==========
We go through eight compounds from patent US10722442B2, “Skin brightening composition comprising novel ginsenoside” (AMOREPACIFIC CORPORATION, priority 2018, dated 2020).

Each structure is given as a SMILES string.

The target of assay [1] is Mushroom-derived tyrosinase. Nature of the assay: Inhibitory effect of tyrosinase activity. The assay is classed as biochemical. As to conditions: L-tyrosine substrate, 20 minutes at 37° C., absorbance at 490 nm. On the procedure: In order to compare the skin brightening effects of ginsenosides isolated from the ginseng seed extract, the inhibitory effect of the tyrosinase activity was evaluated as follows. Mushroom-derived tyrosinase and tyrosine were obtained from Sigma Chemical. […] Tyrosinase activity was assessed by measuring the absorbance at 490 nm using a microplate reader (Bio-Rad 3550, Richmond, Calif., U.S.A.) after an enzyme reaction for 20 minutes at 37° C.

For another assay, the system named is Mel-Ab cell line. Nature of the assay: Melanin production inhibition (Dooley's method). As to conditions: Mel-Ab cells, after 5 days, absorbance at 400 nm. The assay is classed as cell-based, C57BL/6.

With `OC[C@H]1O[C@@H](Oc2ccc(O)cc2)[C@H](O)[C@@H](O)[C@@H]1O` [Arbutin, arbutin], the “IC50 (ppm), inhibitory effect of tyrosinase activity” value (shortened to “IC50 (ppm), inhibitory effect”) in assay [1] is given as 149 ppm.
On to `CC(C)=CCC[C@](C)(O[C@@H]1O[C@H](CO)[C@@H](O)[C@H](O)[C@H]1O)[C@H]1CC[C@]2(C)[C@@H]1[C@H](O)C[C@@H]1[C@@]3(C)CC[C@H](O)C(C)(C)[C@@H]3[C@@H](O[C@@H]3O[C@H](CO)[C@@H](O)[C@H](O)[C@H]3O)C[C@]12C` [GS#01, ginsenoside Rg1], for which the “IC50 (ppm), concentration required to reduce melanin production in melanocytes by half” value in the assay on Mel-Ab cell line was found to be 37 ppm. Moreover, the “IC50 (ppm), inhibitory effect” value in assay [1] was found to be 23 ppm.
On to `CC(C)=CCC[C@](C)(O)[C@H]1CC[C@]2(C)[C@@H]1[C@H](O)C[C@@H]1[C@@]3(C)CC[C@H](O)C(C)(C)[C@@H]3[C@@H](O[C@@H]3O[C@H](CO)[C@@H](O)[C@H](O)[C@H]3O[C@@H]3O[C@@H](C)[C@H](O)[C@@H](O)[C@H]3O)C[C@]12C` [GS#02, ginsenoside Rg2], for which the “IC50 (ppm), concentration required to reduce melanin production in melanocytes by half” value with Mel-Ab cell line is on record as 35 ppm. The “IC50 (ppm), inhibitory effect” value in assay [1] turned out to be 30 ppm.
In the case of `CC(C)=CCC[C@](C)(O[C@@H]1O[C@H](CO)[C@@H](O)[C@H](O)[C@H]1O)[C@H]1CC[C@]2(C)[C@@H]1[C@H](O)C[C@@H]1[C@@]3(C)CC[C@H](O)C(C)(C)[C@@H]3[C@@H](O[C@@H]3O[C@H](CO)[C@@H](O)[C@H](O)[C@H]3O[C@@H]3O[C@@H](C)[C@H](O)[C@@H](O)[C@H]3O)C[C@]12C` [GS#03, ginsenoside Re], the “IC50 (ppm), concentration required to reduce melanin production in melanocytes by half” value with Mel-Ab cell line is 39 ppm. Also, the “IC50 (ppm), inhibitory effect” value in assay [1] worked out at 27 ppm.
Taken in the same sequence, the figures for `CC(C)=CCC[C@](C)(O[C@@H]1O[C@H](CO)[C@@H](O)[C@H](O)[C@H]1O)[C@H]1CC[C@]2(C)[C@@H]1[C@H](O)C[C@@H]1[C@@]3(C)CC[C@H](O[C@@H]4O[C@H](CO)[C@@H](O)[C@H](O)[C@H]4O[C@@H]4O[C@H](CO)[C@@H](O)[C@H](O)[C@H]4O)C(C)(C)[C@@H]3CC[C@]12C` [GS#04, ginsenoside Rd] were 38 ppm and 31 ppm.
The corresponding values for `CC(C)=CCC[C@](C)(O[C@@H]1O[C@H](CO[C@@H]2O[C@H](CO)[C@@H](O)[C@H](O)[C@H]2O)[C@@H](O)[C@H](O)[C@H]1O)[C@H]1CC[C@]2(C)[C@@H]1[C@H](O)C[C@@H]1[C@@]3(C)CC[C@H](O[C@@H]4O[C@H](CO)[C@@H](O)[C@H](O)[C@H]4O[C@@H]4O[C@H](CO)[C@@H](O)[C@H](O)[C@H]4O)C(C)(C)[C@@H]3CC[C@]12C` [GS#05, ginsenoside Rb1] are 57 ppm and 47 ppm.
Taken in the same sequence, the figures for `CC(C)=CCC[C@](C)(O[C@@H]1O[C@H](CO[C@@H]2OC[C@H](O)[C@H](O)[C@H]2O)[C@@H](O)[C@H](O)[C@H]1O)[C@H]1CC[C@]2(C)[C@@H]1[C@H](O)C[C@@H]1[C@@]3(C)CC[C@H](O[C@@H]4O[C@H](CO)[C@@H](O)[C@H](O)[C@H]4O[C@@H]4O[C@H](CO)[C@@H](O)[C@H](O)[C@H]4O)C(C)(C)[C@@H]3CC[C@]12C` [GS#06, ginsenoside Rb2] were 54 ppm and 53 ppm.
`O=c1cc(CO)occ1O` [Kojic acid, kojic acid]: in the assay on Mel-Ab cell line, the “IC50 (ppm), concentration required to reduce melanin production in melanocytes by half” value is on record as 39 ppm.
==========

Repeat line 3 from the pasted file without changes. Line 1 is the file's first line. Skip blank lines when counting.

The target of assay [1] is Mushroom-derived tyrosinase. Nature of the assay: Inhibitory effect of tyrosinase activity. The assay is classed as biochemical. As to conditions: L-tyrosine substrate, 20 minutes at 37° C., absorbance at 490 nm. On the procedure: In order to compare the skin brightening effects of ginsenosides isolated from the ginseng seed extract, the inhibitory effect of the tyrosinase activity was evaluated as follows. Mushroom-derived tyrosinase and tyrosine were obtained from Sigma Chemical. […] Tyrosinase activity was assessed by measuring the absorbance at 490 nm using a microplate reader (Bio-Rad 3550, Richmond, Calif., U.S.A.) after an enzyme reaction for 20 minutes at 37° C.